The characters are picturesque. Everyone has been sketched more by their expressions than by their clothing. The notable ones are the humbleness of Ahmed’s Baba and the artistic galore in him, the indifference of Ahmed’s Mama, the description of Abbas, the man changes into with time and situation. The poverty, pain and hunger that bring into challenges in the day to day life of the protagonist is written well. The description of Nora, the kind of person she is to look beyond how Ahmed dresses and settle into the intelligent mind of his. Even the Justice and Menachem had been portrayed as the perfect guide and friends. The character of Yasmine has been portrayed as just the kind of expectation a reader can have about a village girl set in the American Dreams. On the whole, the strength of the plot are the characters that are built here.
This book is one of a kind, more real than what we see on television from different part of the world. The reality lies in the differences that thrive in a family, among every individual member which finally leads each one to follow different paths of life and face the consequences. What is chosen by an individual and what fate has for one show the path of life one is finally entitled to. How political exploitation and lack of enough communication leads to agony, hatred and misery and how in turn it hurts the life of common man is also well portrayed.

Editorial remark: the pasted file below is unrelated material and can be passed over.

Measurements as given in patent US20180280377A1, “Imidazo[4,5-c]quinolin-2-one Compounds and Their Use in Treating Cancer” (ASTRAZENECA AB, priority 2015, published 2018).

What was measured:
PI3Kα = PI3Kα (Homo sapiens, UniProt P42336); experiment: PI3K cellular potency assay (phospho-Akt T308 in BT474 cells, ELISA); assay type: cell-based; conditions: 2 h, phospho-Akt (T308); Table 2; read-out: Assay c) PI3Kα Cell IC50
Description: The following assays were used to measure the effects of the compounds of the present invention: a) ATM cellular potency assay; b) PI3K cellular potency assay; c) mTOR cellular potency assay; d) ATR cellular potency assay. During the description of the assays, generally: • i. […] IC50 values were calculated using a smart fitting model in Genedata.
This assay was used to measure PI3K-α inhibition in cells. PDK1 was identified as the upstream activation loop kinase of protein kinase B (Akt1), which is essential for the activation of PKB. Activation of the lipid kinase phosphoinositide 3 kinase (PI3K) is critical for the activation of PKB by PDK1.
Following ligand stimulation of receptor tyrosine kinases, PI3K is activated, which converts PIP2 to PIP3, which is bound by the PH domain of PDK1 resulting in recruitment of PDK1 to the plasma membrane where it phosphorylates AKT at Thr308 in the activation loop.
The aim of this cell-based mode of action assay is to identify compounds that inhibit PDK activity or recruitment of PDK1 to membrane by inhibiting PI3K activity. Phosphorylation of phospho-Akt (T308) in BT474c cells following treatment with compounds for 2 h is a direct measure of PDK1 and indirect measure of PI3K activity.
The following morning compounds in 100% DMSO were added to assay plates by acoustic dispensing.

The flaw in the book is just one. There is no drastic description of any situation that the protagonist in the book. All the natural calamities and political disturbances that are described are faced by only the author or his family; there is no notable devastation that affects anyone other than them directly. More so, they are dealt with and overcome finally with no add-on reference or exhibition of emotions. When Nora dies, everyone forgets her after the funeral, when Abbas leaves, no one tries to stop him or contact him till the end, other than protagonist, when Baba comes back from prison, there is no description of how his life changes after the 18 years of confinement. A little bit more on these would have added more life to the story.
On the whole, this is an amazing read and author has done justice as a first write. What Khaled Hosseini did about Afghanistan in “The Kite Runner” is what Michelle Cohen Corasanti did for Palestine in her “The Almond Tree”. A must read book for sure.